Whitehead transforms Spinoza’s modes into actualities and thinks of substance as an internal becoming. Whitehead’s ontology describes a world in constant process to such an extent that he can equate both process and reality. Although, Aristotle prioritized actualities over potentialities, Deleuze emphasizes virtualities (potentialities) over actualities. In Deleuze’s work The Fold, he reads Leibniz through Whitehead. While Leibniz conceived of God as detached and fashioning the best of all possible worlds, Whitehead understands God as a process immanent in the world. Deleuze understands “Whitehead as radicalizing Leibniz, such that God is processed through compossibilities and even incompossibilities” (174). The compossable refers to not only to what is possible, but also to the arrangements of the various events and entities in the world. Whitehead also divided God into two natures. First, Whitehead conceived of God as primordial, which can be read through Tillich’s notion of God as “being-itself”. Also, Whitehead recognized God “as the consequence of concrescence, the sense-making of the world related to a special kind of eternal object” (174). Although, Whitehead and Deleuze are suspicious of the linguistic turn as potentially leading to a navel-gazing, narcissistic subject, Crockett believes that a linguistic ontology can be reconciled with their systems. As Derrida would remind us there is no simple “hors-texte”, which means although there are obviously things outside of language we are forced to signify these objects with language. This leads to the problem of language as a mediation of reality, i.e. representation. Deleuze and Whitehead would rather us think that language “directly expresses, actualizes, and becomes or concresces” (175).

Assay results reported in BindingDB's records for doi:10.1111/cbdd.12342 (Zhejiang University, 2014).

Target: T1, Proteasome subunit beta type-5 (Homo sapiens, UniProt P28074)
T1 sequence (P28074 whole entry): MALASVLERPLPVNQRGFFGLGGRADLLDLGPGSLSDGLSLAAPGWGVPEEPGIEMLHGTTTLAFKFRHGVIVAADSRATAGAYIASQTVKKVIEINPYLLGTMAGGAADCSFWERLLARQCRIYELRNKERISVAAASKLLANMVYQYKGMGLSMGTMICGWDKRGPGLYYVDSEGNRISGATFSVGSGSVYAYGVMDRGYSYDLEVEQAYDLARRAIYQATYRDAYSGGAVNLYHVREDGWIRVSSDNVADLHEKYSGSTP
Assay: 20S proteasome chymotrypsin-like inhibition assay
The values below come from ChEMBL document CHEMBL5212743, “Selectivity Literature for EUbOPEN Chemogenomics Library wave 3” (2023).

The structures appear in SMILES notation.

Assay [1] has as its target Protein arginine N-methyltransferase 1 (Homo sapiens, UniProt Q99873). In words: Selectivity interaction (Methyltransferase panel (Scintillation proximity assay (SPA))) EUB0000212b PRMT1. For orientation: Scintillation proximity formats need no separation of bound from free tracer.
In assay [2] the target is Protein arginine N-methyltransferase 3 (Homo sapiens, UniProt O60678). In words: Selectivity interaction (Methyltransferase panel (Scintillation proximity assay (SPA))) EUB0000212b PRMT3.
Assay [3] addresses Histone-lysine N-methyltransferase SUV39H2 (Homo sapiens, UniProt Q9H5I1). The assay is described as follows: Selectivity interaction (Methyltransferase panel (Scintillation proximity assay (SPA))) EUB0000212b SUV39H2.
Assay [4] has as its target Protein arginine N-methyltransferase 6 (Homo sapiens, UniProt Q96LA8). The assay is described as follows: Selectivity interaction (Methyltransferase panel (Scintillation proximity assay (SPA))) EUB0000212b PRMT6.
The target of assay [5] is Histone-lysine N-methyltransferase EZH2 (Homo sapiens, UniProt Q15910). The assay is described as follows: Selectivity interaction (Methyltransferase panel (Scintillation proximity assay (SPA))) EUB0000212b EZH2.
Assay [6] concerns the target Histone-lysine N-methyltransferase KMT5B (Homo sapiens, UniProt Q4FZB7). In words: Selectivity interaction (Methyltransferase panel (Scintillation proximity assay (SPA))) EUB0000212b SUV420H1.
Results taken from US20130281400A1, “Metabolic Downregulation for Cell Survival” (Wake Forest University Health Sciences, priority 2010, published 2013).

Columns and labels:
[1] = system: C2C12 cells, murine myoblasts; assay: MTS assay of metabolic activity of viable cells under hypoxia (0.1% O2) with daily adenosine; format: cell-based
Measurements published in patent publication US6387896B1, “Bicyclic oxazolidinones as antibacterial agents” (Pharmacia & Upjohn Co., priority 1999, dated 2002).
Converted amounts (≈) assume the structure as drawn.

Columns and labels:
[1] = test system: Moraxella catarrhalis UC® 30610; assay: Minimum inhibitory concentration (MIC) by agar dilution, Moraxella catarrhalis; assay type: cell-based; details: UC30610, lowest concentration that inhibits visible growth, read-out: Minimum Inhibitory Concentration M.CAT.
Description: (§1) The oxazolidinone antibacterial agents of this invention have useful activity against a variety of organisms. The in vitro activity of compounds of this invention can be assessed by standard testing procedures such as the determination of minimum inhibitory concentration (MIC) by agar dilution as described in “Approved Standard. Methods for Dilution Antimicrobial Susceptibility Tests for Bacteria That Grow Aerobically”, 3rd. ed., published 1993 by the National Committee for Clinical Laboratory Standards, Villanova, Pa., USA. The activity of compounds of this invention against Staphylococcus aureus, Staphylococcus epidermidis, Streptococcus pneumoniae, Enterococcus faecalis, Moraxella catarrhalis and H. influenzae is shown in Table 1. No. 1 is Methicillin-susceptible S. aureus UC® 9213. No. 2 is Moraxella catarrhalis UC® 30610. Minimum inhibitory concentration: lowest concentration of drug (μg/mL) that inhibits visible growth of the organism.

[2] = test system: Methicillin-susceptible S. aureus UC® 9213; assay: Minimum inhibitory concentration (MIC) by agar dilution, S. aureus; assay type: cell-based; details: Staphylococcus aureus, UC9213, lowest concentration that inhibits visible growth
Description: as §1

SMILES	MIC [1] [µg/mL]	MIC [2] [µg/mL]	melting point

Lacan and the Being of Language